We can almost hear the sound of bells ringing in the New Year. Before crossing the line that marks the start of 2018, it’s worth thinking about how other parts of the world celebrate this milestone and what their New Year’s rituals consist of. With its strong historical ties, it would be easy to assume that Latin America shares many of the same traditions as Spain, like eating 12 grapes at midnight, wearing red undergarments or dropping a ring into the champagne glass for the toast. But if there is one thing that defines Latin America, it’s that the region has its own customs and ancient rituals that also form part of New Year’s Eve. Surrounded by family and friends, December 31st in Spain and Latin America is the perfect time to put good resolutions into practice so they bring health, money and love. As we round the corner to welcome 2018, we have made a list of New Year’s rituals that have taken shape into superstitions—such as not wishing a Happy New Year before midnight or celebrating the event with fire and water—to ensure a positive year.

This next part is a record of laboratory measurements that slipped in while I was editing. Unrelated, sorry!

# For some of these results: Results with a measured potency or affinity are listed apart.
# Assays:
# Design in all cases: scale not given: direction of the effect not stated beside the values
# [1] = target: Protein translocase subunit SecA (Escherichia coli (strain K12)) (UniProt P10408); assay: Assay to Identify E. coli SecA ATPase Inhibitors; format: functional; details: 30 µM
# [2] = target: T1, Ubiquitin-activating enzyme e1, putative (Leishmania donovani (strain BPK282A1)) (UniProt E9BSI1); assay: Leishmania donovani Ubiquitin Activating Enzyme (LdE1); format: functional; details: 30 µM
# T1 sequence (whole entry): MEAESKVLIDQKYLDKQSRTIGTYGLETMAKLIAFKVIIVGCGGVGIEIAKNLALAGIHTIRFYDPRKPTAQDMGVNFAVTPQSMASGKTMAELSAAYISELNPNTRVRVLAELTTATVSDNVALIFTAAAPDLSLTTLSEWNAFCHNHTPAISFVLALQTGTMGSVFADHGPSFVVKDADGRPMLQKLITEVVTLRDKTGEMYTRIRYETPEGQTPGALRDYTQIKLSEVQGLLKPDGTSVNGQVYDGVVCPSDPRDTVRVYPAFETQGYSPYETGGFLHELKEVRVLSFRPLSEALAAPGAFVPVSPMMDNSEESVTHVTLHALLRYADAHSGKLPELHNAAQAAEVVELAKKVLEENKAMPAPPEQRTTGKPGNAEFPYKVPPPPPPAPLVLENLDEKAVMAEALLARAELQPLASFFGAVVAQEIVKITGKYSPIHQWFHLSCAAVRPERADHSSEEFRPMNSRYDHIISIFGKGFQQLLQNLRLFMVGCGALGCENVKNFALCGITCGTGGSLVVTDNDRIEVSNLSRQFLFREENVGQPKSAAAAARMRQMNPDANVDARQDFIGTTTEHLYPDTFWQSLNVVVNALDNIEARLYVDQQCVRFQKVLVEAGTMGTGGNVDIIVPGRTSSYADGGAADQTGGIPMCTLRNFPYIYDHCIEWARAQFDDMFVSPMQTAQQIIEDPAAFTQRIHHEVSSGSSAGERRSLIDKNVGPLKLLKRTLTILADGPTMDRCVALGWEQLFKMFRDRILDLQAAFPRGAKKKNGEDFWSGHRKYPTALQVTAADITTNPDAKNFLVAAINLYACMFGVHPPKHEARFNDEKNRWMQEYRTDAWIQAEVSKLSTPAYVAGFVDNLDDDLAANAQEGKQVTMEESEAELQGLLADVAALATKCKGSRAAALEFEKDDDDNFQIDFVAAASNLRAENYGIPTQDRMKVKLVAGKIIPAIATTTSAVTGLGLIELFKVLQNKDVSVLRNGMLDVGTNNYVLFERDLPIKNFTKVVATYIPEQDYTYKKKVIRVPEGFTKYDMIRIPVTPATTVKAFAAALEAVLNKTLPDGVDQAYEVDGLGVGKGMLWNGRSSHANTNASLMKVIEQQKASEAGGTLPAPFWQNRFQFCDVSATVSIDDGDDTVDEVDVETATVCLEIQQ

The most exciting New Year’s rituals and customs in Latin America
Ecuador and its burning dolls
In Ecuador, the New Year’s ritual that follows the famous midnight grapes is to make a rag doll and set it on fire to burn the negative aspects about the old year and welcome the new one. Venezuela, Peru and several South American countries have similar rituals in order to “burn the old year.”